If one were to choose one thing from the incorrigible incompetence of the first three possessions upon which to unload the forward torpedo tubes after a 42-7 defeat, the vote here is for Graham.
Not only was the drop of a caught ball inexcusable, it would have been his only positive yardage of the day. His other catch in three targets produced minus-1 yard. The results followed the loss in Jacksonville when he had no catches.
Graham has a team-high nine touchdowns — also tops in the NFL among tight ends — on 53 catches in 472 yards. But the pending free agent gets little done between the 20-yard lines to inspire the Seahawks or any other club to come anywhere close to matching the $10 million salary he’s been getting. Any cash he may get won’t be for his blocking.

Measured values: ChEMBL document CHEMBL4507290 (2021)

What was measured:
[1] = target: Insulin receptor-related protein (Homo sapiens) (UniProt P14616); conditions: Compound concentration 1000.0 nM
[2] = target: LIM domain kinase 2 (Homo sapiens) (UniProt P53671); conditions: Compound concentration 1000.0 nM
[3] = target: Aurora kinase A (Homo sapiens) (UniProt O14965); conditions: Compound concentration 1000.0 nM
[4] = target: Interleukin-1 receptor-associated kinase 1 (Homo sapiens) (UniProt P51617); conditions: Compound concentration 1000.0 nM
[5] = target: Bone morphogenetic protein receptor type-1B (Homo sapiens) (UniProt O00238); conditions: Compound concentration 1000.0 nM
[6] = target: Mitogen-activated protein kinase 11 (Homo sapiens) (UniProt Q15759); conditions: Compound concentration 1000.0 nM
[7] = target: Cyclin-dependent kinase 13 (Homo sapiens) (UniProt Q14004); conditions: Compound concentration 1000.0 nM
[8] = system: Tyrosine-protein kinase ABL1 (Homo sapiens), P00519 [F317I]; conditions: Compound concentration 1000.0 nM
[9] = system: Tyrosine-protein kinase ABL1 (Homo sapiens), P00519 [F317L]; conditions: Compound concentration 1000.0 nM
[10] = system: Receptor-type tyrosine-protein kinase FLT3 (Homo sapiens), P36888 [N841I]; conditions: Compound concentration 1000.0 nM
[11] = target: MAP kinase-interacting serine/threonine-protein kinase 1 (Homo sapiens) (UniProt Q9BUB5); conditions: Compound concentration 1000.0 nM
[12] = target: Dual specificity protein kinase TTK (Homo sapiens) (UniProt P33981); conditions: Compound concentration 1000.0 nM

“It’s really disappointing,” Carroll said bluntly Monday. “We really expect to get him involved. There were other chances. We missed one, a really big one that we might not have seen, so we were trying to go (to him) and it just didn’t happen.
“It’s frustrating because he’s a big part of us, and he carries a lot of juice and energy for us when he makes his plays. We need him active. We certainly would like to get him active earlier.”
As the three-year trial with Graham, 32, as the offense’s missing ingredient nears its dubious end, it’s increasingly obvious that, despite some splendid games and moments, Graham is likely to be where the Seahawks begin their off-season cost savings.
He’s averaging a career-low 8.9 yards per catch for an offense that Sunday managed 149 yards, 59 in the first half, at home. Obviously, many others failed to contribute, but Graham is the oldest starter and the least likely to respond to any requests for improved engagement or effort.